The murderous plot with a zealous killer on a countdown made the 600 pages of this door stopper fly by. The pacing was neither rushed, nor stilted, providing us with just enough action and introspection to keep us on the edge of our seats as our attachment to those involved grows. Naughty John proves once again that skipping songs are creepy and telling, and that perhaps we all should have listened closer to tales of bogeymen in the night when we were young. I, for one, have been casting Cillian Murphey with his creepy blue eyes in the role of our Beast, and will be flinching every time I see them for some time.
Naughty John, Naughty John, does his work with his apron on. Cuts your throat and takes your bones, sells ’em off for a coupla stones.
The Diviners isn’t without its flaws. As stated, Evie has some very annoying traits, though most people seem to adore her, so that’s just ol’ stick-in-the-mud me being perpetually annoyed by attention needy performers who continually act without thinking and have little to no development or growth throughout. Some readers are likely to find the use (or overuse) of 1920s lingo to be grating, but having read so many complaints of it prior to reading, it failed to get to me. Additionally, the perspective shifts were not always as smooth as one would like, sometimes drifting into downright head-jumping territory, particularly in scenes with Theta and Memphis.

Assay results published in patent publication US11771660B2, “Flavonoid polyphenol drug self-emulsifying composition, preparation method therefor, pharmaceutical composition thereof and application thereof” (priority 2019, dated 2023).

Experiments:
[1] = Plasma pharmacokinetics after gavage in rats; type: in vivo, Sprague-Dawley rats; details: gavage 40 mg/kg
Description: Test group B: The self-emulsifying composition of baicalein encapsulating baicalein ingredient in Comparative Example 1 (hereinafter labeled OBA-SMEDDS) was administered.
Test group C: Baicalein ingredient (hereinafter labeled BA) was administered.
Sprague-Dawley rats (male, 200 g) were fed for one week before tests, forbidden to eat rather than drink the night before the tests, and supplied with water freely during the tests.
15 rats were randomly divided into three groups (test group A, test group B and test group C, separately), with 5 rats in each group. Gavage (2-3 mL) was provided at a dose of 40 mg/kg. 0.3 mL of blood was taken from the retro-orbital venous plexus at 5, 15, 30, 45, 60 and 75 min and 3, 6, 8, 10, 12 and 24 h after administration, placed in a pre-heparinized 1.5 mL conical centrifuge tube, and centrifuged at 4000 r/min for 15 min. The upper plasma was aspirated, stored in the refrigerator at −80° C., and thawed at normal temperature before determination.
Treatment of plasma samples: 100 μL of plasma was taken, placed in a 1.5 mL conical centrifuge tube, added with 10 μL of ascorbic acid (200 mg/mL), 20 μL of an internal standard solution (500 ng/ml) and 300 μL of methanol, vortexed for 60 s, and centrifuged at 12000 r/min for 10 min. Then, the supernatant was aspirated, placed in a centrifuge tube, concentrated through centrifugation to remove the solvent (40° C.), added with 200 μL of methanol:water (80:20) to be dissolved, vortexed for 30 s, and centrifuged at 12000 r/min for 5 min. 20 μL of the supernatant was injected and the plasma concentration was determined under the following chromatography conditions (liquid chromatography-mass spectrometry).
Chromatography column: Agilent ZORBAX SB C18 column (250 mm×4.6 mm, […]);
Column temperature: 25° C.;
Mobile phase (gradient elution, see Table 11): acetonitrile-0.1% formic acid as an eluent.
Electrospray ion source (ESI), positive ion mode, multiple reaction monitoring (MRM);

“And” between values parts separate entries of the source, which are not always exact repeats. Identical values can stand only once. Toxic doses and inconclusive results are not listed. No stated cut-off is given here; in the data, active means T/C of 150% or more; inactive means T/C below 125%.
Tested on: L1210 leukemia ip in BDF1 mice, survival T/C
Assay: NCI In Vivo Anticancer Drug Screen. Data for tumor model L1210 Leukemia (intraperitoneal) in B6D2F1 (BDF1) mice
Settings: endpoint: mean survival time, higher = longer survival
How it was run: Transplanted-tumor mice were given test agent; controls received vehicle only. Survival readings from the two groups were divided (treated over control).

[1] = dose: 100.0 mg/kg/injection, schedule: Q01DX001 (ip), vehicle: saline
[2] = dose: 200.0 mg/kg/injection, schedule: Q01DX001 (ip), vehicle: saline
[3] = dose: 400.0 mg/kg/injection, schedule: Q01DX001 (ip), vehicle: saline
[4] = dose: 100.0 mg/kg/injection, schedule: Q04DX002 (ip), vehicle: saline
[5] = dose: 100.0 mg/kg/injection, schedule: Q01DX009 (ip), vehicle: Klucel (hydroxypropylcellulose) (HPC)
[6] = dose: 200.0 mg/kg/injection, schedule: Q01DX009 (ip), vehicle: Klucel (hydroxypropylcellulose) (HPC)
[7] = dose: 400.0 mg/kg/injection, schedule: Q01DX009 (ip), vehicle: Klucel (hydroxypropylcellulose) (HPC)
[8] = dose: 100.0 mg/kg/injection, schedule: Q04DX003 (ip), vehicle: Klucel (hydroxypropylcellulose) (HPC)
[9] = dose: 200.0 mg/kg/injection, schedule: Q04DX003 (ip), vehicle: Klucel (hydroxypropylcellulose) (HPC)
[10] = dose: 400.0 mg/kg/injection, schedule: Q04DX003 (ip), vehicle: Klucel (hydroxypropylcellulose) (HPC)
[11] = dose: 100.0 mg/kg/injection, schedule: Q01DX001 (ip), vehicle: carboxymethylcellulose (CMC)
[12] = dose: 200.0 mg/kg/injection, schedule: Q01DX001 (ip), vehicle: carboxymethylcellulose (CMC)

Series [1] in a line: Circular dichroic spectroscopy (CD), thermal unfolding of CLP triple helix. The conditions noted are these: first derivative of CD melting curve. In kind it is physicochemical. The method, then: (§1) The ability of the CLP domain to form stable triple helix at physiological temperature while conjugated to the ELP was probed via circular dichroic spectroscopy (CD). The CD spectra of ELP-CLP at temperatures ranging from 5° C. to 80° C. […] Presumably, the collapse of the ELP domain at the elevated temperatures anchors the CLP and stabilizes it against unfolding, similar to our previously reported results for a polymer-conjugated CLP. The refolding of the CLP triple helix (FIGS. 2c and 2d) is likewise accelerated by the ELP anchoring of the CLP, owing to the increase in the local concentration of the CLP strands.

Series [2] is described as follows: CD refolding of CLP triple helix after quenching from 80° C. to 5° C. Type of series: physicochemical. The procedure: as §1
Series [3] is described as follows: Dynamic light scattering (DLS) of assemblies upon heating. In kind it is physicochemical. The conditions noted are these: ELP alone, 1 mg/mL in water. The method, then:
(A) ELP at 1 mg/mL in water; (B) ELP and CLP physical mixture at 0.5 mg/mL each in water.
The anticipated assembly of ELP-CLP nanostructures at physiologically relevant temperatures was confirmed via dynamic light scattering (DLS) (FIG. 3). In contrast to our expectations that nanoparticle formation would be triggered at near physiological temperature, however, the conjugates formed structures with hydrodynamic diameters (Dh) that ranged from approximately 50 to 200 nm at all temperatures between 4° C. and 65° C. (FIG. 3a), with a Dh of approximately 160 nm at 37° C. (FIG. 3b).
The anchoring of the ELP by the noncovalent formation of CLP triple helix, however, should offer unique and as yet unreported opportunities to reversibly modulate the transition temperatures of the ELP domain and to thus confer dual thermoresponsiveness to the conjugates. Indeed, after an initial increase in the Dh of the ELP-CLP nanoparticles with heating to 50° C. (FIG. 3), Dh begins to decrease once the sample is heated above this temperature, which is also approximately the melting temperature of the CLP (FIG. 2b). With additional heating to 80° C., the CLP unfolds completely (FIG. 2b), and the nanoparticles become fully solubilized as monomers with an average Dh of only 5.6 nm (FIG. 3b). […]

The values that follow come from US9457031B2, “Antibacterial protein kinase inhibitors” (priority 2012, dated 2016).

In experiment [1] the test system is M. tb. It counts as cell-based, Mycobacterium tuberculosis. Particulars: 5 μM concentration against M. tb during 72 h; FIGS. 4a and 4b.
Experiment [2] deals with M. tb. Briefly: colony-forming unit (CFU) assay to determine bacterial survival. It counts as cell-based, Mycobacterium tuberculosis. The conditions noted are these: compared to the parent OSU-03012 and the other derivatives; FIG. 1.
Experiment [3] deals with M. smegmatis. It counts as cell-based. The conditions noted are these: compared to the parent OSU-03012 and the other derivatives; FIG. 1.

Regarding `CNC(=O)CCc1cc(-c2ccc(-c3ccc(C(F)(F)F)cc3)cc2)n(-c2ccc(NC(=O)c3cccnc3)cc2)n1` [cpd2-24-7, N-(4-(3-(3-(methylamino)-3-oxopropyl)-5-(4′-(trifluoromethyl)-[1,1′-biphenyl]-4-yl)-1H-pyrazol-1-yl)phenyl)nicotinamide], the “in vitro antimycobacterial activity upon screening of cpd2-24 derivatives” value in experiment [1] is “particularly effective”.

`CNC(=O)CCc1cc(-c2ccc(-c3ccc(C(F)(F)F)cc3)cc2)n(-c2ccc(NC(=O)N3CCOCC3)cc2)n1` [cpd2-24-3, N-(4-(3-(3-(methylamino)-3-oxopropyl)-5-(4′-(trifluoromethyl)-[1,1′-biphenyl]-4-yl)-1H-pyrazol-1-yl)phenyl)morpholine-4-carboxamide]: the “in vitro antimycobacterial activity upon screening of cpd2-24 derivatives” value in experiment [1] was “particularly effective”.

Regardless, The Diviners is a roaring start to a new series, one that is sure to unfold in unpredictable patterns. If I can say one thing for Libba Bray’s books, it’s that I never know where they will take me. I found The Diviners to be extremely well researched (in fact, I did attend an event in which I got to hear Libba Bray talk about her research process–this librarian approves), and it works quite well as a stand-alone story within an obviously bigger plot. I can hardly wait to get to know all of our ancillary characters more, and am not likely to soon forget the creeping plot lines on the horizon. So bravo, Libba Bray, you’ve finally managed to leave me one very satisfied reader. Now, let’s do it again in book two.